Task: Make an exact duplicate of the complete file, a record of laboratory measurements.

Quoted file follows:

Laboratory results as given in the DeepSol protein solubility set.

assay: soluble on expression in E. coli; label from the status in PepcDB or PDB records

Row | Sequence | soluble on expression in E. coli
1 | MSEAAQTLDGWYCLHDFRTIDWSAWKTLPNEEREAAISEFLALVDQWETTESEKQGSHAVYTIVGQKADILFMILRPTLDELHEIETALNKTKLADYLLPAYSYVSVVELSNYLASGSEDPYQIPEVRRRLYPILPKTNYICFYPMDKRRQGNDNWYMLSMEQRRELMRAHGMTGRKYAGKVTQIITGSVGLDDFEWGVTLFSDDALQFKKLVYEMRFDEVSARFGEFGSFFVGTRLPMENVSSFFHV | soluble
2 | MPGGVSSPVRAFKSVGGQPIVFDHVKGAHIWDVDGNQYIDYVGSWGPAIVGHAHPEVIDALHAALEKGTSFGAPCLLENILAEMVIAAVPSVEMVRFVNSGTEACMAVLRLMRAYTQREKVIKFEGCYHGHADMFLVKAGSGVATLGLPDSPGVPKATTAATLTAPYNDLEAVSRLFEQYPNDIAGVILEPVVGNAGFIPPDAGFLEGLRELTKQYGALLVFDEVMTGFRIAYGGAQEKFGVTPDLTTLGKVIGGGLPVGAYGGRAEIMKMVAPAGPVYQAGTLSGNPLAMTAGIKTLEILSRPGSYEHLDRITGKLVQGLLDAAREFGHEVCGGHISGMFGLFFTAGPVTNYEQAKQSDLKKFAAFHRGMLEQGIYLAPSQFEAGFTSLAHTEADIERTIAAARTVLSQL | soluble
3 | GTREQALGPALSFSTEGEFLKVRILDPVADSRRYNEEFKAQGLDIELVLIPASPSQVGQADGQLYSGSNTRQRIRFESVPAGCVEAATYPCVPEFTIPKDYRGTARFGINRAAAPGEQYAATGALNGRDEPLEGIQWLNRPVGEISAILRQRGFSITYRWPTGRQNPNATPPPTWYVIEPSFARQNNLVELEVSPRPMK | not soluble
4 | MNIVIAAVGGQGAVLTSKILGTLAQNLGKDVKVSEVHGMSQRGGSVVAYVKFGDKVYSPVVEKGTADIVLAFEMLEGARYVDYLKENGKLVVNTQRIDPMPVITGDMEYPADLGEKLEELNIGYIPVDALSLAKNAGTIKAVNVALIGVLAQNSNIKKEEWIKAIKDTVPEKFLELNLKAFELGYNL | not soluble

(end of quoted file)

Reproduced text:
Laboratory results as given in the DeepSol protein solubility set.

assay: soluble on expression in E. coli; label from the status in PepcDB or PDB records

Row | Sequence | soluble on expression in E. coli
1 | MSEAAQTLDGWYCLHDFRTIDWSAWKTLPNEEREAAISEFLALVDQWETTESEKQGSHAVYTIVGQKADILFMILRPTLDELHEIETALNKTKLADYLLPAYSYVSVVELSNYLASGSEDPYQIPEVRRRLYPILPKTNYICFYPMDKRRQGNDNWYMLSMEQRRELMRAHGMTGRKYAGKVTQIITGSVGLDDFEWGVTLFSDDALQFKKLVYEMRFDEVSARFGEFGSFFVGTRLPMENVSSFFHV | soluble
2 | MPGGVSSPVRAFKSVGGQPIVFDHVKGAHIWDVDGNQYIDYVGSWGPAIVGHAHPEVIDALHAALEKGTSFGAPCLLENILAEMVIAAVPSVEMVRFVNSGTEACMAVLRLMRAYTQREKVIKFEGCYHGHADMFLVKAGSGVATLGLPDSPGVPKATTAATLTAPYNDLEAVSRLFEQYPNDIAGVILEPVVGNAGFIPPDAGFLEGLRELTKQYGALLVFDEVMTGFRIAYGGAQEKFGVTPDLTTLGKVIGGGLPVGAYGGRAEIMKMVAPAGPVYQAGTLSGNPLAMTAGIKTLEILSRPGSYEHLDRITGKLVQGLLDAAREFGHEVCGGHISGMFGLFFTAGPVTNYEQAKQSDLKKFAAFHRGMLEQGIYLAPSQFEAGFTSLAHTEADIERTIAAARTVLSQL | soluble
3 | GTREQALGPALSFSTEGEFLKVRILDPVADSRRYNEEFKAQGLDIELVLIPASPSQVGQADGQLYSGSNTRQRIRFESVPAGCVEAATYPCVPEFTIPKDYRGTARFGINRAAAPGEQYAATGALNGRDEPLEGIQWLNRPVGEISAILRQRGFSITYRWPTGRQNPNATPPPTWYVIEPSFARQNNLVELEVSPRPMK | not soluble
4 | MNIVIAAVGGQGAVLTSKILGTLAQNLGKDVKVSEVHGMSQRGGSVVAYVKFGDKVYSPVVEKGTADIVLAFEMLEGARYVDYLKENGKLVVNTQRIDPMPVITGDMEYPADLGEKLEELNIGYIPVDALSLAKNAGTIKAVNVALIGVLAQNSNIKKEEWIKAIKDTVPEKFLELNLKAFELGYNL | not soluble